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Life is good

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Life is good, folks.

Still counting down to 50.

42. I was downstairs talking to a now-former neighbor about a month ago, telling her about my pending move to a condo a little up the street. I’d been in the apartment above hers for seven years, and she and her extended family had just moved in within the last year.

My excitement about the new place was evident, and I’d invited her to stop in some time and sit out on my deck. Then she said something that caught me completely off-guard.

“Molly, I’m so envious of you. You really have it all together.”

Tears welled in my eyes almost instantly. I was touched by her honesty, but also by the fact that since my divorce 15 years prior, I’d hardly lived the life anyone would envy.

“It’s been a long time coming, that’s for sure,” I told her. “It hasn’t been easy.”

We talked a little more, then I retreated to my apartment and continued packing.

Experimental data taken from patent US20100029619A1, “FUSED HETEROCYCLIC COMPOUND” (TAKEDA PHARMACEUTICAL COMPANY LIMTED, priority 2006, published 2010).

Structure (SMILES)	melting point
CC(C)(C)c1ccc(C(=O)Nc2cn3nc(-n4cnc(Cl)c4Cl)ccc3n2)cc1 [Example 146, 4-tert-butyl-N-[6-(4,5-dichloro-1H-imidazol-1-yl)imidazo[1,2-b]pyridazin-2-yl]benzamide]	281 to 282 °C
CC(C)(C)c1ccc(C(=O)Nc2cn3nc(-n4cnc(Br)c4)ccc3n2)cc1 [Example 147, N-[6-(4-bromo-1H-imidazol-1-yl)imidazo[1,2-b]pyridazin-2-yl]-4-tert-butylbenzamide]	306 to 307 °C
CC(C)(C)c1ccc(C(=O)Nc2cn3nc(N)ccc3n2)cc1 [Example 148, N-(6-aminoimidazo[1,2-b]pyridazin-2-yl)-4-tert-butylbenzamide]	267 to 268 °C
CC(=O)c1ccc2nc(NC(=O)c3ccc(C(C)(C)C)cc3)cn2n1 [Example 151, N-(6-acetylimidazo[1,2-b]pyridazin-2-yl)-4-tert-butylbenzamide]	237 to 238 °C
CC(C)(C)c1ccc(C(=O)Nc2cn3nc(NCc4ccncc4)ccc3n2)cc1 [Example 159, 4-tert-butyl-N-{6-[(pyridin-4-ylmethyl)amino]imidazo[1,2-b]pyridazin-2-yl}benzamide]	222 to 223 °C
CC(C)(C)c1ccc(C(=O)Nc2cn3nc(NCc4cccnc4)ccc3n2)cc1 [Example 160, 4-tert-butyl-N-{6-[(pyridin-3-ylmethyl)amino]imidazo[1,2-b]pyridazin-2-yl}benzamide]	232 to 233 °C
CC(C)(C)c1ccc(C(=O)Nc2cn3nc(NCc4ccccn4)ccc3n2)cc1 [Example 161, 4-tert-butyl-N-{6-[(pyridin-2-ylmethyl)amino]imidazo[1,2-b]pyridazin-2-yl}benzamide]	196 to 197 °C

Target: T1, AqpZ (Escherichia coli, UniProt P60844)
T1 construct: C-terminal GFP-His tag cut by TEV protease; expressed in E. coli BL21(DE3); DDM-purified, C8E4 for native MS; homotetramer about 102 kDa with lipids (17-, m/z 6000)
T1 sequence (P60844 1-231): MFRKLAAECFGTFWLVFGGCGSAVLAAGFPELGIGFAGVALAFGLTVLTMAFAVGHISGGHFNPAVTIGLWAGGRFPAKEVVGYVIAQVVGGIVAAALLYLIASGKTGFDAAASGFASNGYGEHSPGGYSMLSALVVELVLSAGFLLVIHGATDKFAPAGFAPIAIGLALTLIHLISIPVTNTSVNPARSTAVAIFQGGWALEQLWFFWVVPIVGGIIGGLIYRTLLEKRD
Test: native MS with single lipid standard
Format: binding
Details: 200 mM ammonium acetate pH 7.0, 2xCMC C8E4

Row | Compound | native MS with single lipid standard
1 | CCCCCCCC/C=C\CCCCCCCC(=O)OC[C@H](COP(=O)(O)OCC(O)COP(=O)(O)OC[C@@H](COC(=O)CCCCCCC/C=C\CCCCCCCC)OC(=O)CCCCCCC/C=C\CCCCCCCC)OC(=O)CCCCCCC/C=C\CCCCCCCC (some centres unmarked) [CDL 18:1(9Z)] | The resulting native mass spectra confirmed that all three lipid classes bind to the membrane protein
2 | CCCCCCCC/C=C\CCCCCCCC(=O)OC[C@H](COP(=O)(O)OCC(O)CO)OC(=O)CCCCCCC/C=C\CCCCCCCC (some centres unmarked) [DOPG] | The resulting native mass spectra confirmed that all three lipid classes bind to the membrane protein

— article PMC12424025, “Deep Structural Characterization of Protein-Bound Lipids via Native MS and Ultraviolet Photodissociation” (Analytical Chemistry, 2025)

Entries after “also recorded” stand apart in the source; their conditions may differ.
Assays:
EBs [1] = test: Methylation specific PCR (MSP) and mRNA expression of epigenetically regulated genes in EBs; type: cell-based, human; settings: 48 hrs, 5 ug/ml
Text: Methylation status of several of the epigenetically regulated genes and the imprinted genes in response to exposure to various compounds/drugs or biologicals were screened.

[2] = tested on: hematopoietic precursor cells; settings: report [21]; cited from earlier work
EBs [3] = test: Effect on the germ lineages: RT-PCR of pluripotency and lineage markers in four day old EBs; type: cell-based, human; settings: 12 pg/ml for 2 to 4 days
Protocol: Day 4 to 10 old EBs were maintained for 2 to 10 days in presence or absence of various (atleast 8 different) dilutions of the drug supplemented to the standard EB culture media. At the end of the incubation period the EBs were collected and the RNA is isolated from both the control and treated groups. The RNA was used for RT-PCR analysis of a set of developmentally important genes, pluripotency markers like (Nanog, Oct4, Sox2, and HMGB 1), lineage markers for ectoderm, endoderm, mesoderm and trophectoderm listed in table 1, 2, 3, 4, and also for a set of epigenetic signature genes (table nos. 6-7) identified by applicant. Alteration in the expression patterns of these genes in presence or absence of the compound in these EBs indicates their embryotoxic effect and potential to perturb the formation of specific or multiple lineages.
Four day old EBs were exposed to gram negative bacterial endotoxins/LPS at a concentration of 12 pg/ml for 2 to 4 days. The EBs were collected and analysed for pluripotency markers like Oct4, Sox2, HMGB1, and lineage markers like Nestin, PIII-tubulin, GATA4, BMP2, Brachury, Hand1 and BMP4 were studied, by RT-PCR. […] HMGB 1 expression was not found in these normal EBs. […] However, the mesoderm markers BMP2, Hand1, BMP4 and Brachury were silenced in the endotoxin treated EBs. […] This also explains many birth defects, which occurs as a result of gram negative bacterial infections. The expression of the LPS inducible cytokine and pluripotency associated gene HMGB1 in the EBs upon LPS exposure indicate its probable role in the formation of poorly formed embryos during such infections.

50 for molly3I’ve thought a lot about that conversation since. This woman isn’t much older than me, but lives with her 30-year-old son, his girlfriend and their two small children. The younger woman is expecting a third child in the fall. In the six or so months I’ve known them, the three adults have been in various stages of employment, sharing one car. I’ve given rides and been asked for small “loans” I know will never be repaid. They struggle, but they’re decent people (aside from the constant pot smoking by the son – which is only annoying because the smell is rank and filtered into my apartment).

I think that conversation best illustrates why I’m so looking forward to 50.

Life is good.